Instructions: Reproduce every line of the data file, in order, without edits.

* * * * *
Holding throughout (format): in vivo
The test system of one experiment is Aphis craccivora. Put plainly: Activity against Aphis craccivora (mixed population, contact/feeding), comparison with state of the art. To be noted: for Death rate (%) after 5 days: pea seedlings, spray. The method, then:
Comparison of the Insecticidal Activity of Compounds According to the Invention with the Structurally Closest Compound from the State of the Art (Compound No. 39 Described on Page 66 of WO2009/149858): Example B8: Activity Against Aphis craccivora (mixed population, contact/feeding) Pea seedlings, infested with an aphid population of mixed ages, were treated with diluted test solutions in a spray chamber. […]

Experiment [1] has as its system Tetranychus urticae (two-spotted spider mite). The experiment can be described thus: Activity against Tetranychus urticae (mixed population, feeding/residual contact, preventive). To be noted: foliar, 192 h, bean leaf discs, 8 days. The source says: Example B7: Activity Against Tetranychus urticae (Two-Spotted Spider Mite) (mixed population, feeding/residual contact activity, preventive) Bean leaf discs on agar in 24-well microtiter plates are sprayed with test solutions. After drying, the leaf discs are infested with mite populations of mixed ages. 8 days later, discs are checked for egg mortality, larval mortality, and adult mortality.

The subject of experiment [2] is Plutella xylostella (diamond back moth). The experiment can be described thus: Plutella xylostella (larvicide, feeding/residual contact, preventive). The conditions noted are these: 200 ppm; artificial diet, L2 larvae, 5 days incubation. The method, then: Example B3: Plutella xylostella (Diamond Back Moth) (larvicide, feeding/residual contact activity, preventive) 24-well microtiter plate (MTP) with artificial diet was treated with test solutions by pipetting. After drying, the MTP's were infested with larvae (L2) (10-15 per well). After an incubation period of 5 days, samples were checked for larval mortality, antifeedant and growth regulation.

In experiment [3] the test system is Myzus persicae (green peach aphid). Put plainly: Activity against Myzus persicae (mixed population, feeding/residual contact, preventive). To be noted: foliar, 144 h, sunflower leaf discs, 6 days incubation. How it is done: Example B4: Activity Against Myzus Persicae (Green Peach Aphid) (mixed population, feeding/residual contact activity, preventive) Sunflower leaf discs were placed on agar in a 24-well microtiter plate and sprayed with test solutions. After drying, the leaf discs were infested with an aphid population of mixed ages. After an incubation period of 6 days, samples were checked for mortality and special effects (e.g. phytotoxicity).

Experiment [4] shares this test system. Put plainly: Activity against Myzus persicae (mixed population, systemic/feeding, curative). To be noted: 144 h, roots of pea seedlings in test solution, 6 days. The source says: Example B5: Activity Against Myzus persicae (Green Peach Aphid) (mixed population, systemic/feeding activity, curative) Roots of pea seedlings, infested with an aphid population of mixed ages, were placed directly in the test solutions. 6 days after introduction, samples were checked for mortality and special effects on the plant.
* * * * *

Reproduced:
Holding throughout (format): in vivo
The test system of one experiment is Aphis craccivora. Put plainly: Activity against Aphis craccivora (mixed population, contact/feeding), comparison with state of the art. To be noted: for Death rate (%) after 5 days: pea seedlings, spray. The method, then:
Comparison of the Insecticidal Activity of Compounds According to the Invention with the Structurally Closest Compound from the State of the Art (Compound No. 39 Described on Page 66 of WO2009/149858): Example B8: Activity Against Aphis craccivora (mixed population, contact/feeding) Pea seedlings, infested with an aphid population of mixed ages, were treated with diluted test solutions in a spray chamber. […]

Experiment [1] has as its system Tetranychus urticae (two-spotted spider mite). The experiment can be described thus: Activity against Tetranychus urticae (mixed population, feeding/residual contact, preventive). To be noted: foliar, 192 h, bean leaf discs, 8 days. The source says: Example B7: Activity Against Tetranychus urticae (Two-Spotted Spider Mite) (mixed population, feeding/residual contact activity, preventive) Bean leaf discs on agar in 24-well microtiter plates are sprayed with test solutions. After drying, the leaf discs are infested with mite populations of mixed ages. 8 days later, discs are checked for egg mortality, larval mortality, and adult mortality.

The subject of experiment [2] is Plutella xylostella (diamond back moth). The experiment can be described thus: Plutella xylostella (larvicide, feeding/residual contact, preventive). The conditions noted are these: 200 ppm; artificial diet, L2 larvae, 5 days incubation. The method, then: Example B3: Plutella xylostella (Diamond Back Moth) (larvicide, feeding/residual contact activity, preventive) 24-well microtiter plate (MTP) with artificial diet was treated with test solutions by pipetting. After drying, the MTP's were infested with larvae (L2) (10-15 per well). After an incubation period of 5 days, samples were checked for larval mortality, antifeedant and growth regulation.

In experiment [3] the test system is Myzus persicae (green peach aphid). Put plainly: Activity against Myzus persicae (mixed population, feeding/residual contact, preventive). To be noted: foliar, 144 h, sunflower leaf discs, 6 days incubation. How it is done: Example B4: Activity Against Myzus Persicae (Green Peach Aphid) (mixed population, feeding/residual contact activity, preventive) Sunflower leaf discs were placed on agar in a 24-well microtiter plate and sprayed with test solutions. After drying, the leaf discs were infested with an aphid population of mixed ages. After an incubation period of 6 days, samples were checked for mortality and special effects (e.g. phytotoxicity).

Experiment [4] shares this test system. Put plainly: Activity against Myzus persicae (mixed population, systemic/feeding, curative). To be noted: 144 h, roots of pea seedlings in test solution, 6 days. The source says: Example B5: Activity Against Myzus persicae (Green Peach Aphid) (mixed population, systemic/feeding activity, curative) Roots of pea seedlings, infested with an aphid population of mixed ages, were placed directly in the test solutions. 6 days after introduction, samples were checked for mortality and special effects on the plant.